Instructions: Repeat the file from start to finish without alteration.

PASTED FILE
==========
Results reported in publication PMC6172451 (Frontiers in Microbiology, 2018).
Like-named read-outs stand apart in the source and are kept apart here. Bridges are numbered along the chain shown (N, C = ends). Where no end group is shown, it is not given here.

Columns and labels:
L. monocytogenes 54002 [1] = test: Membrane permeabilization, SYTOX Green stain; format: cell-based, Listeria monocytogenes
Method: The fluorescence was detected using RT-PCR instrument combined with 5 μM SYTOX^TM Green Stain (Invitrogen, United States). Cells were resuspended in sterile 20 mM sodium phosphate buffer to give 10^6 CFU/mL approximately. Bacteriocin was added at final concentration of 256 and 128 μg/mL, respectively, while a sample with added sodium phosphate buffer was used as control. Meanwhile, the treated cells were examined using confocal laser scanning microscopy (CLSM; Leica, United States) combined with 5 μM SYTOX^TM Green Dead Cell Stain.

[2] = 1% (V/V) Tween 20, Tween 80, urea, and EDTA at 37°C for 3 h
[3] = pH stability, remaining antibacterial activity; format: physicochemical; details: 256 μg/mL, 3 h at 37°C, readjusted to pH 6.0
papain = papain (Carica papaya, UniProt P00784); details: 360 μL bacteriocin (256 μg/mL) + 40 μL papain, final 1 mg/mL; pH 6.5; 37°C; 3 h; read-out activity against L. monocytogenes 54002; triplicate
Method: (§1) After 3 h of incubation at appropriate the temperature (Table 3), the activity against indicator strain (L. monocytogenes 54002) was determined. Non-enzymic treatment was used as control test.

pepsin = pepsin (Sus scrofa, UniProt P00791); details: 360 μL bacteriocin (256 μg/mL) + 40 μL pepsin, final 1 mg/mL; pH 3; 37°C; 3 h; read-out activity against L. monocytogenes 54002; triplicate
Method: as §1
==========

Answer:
Results reported in publication PMC6172451 (Frontiers in Microbiology, 2018).
Like-named read-outs stand apart in the source and are kept apart here. Bridges are numbered along the chain shown (N, C = ends). Where no end group is shown, it is not given here.

Columns and labels:
L. monocytogenes 54002 [1] = test: Membrane permeabilization, SYTOX Green stain; format: cell-based, Listeria monocytogenes
Method: The fluorescence was detected using RT-PCR instrument combined with 5 μM SYTOX^TM Green Stain (Invitrogen, United States). Cells were resuspended in sterile 20 mM sodium phosphate buffer to give 10^6 CFU/mL approximately. Bacteriocin was added at final concentration of 256 and 128 μg/mL, respectively, while a sample with added sodium phosphate buffer was used as control. Meanwhile, the treated cells were examined using confocal laser scanning microscopy (CLSM; Leica, United States) combined with 5 μM SYTOX^TM Green Dead Cell Stain.

[2] = 1% (V/V) Tween 20, Tween 80, urea, and EDTA at 37°C for 3 h
[3] = pH stability, remaining antibacterial activity; format: physicochemical; details: 256 μg/mL, 3 h at 37°C, readjusted to pH 6.0
papain = papain (Carica papaya, UniProt P00784); details: 360 μL bacteriocin (256 μg/mL) + 40 μL papain, final 1 mg/mL; pH 6.5; 37°C; 3 h; read-out activity against L. monocytogenes 54002; triplicate
Method: (§1) After 3 h of incubation at appropriate the temperature (Table 3), the activity against indicator strain (L. monocytogenes 54002) was determined. Non-enzymic treatment was used as control test.

pepsin = pepsin (Sus scrofa, UniProt P00791); details: 360 μL bacteriocin (256 μg/mL) + 40 μL pepsin, final 1 mg/mL; pH 3; 37°C; 3 h; read-out activity against L. monocytogenes 54002; triplicate
Method: as §1